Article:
Today, after nine years at the helm, Dan Andrews quit as Victoria’s premier.
“Nine years ago, I visited Government House to be sworn in as the 48th premier of Victoria – it has been the honour and privilege of my life,” he told reporters.
“I’m also proud to think of all we have achieved over these nine years in good times, and always working hard to do what’s right, not simply what’s popular.”
However, not since Jeff Kennett has any Victorian premier garnered equal admiration and loathing from the citizens.
No grey space exists between the ‘We love Dan’ and ‘Dictator Dan’ camps.
For many, Dan Andrews will be seen as a towering and consequential leader. In contrast, for many others, he will be the man who ‘destroyed Victoria,’ as our office cleaner said on hearing of his resignation today.
Crossing the Rubicon – the die was cast
Andrews often took on the mantle of a national leader, particularly at the National Cabinet during the grinding years of the Covid pandemic.
In 2022 when Premier Dan Andrews last gave a lengthy interview to Neos Kosmos he said: “Tough decisions had to be made during Covid.”
People will endlessly debate Andrew’s responses to the Covid pandemic. What is clear is that Andrews crossed the Rubicon early.
His daily presser during one of the longest lockdowns in the world (about 276 days collectively) seemed to never-end. He stood up daily and confronted tough questions, many from Neos Kosmos.
Andrews will no doubt be known for Victoria’s ‘big build’, which includes some of the most significant infrastructure projects the state has seen in over 40 years.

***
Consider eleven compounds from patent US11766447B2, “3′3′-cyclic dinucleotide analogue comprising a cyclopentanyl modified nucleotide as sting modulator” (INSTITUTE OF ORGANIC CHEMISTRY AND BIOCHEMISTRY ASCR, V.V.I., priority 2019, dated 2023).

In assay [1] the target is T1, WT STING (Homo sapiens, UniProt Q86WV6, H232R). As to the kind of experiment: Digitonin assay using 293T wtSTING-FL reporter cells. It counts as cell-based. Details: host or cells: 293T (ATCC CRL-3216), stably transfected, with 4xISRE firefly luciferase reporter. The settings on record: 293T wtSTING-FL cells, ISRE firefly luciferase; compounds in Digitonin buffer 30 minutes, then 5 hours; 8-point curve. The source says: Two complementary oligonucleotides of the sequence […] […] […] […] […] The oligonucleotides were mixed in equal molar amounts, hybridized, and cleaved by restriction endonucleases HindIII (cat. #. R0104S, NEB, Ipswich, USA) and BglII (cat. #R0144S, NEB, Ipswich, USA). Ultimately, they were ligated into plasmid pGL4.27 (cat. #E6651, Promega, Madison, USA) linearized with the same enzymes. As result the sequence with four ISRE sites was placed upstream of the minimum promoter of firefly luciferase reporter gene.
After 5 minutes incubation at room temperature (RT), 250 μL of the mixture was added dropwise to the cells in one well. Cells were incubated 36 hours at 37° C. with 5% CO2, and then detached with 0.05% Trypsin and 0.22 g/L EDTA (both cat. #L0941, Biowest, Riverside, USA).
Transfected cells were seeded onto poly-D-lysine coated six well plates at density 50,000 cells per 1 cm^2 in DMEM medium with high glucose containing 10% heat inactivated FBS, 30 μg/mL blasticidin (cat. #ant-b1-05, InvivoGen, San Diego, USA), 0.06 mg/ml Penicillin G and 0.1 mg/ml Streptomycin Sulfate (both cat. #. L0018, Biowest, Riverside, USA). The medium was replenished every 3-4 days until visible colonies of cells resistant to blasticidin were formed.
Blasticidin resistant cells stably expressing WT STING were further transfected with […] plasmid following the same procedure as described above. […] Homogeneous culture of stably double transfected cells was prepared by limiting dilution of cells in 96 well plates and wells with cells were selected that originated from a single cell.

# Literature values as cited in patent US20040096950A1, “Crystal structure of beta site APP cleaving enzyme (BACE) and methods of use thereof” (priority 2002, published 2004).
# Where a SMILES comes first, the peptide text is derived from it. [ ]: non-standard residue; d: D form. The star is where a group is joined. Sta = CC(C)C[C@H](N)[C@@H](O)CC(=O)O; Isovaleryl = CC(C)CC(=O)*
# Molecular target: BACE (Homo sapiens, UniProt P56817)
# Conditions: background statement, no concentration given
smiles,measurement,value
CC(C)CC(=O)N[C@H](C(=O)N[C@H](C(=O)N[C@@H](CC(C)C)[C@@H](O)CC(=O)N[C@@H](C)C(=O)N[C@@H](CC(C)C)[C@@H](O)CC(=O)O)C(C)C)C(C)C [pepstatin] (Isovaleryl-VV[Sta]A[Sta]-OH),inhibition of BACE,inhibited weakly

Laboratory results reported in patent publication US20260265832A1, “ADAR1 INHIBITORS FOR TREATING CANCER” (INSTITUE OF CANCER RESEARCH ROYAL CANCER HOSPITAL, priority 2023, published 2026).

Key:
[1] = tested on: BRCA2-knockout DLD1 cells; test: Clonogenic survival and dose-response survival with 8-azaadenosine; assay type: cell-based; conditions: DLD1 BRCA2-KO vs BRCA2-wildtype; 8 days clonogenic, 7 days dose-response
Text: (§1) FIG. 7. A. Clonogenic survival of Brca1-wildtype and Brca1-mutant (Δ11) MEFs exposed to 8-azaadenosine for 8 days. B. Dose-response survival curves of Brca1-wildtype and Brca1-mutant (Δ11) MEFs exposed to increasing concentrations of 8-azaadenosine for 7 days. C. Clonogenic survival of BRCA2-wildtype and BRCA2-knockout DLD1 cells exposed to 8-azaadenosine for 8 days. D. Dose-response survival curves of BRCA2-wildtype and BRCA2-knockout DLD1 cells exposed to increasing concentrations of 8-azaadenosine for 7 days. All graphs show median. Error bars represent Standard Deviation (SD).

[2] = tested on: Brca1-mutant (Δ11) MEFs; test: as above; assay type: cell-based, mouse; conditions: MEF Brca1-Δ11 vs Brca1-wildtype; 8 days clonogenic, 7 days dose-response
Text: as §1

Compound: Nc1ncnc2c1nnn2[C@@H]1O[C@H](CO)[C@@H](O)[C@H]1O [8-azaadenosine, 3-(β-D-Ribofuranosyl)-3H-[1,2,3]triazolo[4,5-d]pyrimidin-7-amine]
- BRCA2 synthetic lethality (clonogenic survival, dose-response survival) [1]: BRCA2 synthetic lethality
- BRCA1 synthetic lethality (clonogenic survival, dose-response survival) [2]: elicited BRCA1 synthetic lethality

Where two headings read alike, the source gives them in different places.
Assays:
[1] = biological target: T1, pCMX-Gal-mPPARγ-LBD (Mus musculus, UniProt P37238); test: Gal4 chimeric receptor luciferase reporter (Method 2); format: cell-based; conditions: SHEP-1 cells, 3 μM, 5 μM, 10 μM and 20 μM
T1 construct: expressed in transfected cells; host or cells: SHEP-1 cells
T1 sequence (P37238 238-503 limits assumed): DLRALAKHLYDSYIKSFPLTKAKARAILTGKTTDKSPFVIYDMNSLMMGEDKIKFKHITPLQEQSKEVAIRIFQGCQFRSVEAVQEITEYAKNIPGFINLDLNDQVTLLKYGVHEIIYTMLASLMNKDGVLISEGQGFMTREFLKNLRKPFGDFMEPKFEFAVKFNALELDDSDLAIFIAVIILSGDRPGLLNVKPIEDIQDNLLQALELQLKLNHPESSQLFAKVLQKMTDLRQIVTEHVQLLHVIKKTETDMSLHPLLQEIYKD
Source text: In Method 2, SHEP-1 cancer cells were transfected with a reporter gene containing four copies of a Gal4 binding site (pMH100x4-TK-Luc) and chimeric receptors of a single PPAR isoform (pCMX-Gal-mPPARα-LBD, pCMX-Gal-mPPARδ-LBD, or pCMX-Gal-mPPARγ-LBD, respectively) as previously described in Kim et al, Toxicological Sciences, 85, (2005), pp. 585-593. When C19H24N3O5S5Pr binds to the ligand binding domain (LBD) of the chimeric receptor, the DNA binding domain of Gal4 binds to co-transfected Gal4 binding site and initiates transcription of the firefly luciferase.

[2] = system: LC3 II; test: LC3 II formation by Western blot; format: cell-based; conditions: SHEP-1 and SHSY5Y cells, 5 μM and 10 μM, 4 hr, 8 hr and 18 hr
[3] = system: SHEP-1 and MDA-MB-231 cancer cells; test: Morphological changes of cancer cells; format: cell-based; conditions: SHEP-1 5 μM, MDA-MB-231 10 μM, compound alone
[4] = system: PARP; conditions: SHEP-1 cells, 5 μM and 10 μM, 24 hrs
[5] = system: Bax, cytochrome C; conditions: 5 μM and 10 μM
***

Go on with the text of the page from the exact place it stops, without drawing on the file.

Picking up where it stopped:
On the flip side, his critics will point to him riding rough-shot over process. The Opposition calls it ‘corruption’ and points to a stack of reports and inquiries.
The state’s budget could be better as Victoria’s deficit outstrips the combined debt of NSW and Queensland .
At the pandemic’s start, the government’s communications with multicultural communities needed to be improved.
Andrews stepped into the breach after Neos Kosmos led a multicultural media campaign for more support to ethnic media, and he legislated five per cent advertising to ethnic media advertising to 15 per cent.
“We need vigilance to ensure that every department, everybody across government, is making sure that they’re speaking to every Victorian.”
He saw support for multicultural media as vital in modern political discourse, “The need for more voices, in terms of our political discourse, our public life, and our civil society, we need more thought and opinion.”
Andrews an ally to the Greeks and multiculturalism
Andrews saw the Greek Community and its Antipodes festival as “one of Victoria’s most significant” communities and cultural events.
“It speaks to what it is to be Greek Victorian, and it’s not just about celebrating great cultural heritage; just as important, it’s sharing great culture.”
The 2022 antiquities exhibition at Museums Victoria from the National Archaeological Museum in Athens, Open Horizons: Ancient Greek Journeys and Connections, was seen as “significant,” so the Victorian and Greek governments are preparing a Memorandum of Understanding.
On the the Greek language, he said: “There is something magical about Greek; it is such an influential culture globally and such a pivotal language in the history of our world.”
“Greek is the greatest inheritance any Greek family can give their kids and grandkids.”
At the end of that interview, Andrews, aware of symbolism, saw a copy of Homer’s Odyssey at the Greek Centre’s library and pulled it out.
“I had to read this at school and the Aeneid.”
Undoubtedly, Andrews took lessons from Odysseus’ ten-year journey home from the ashes of Troy.
Like the wily king of Ithaca, love him or loath him, Andrews will be known for his guts, authority, smarts (or cunning), and conviction.
Back in Ithaca, Andrews will have time to reflect, and we, the pundits, journalists, politicos, and ordinary citizens, will continue to debate his leadership.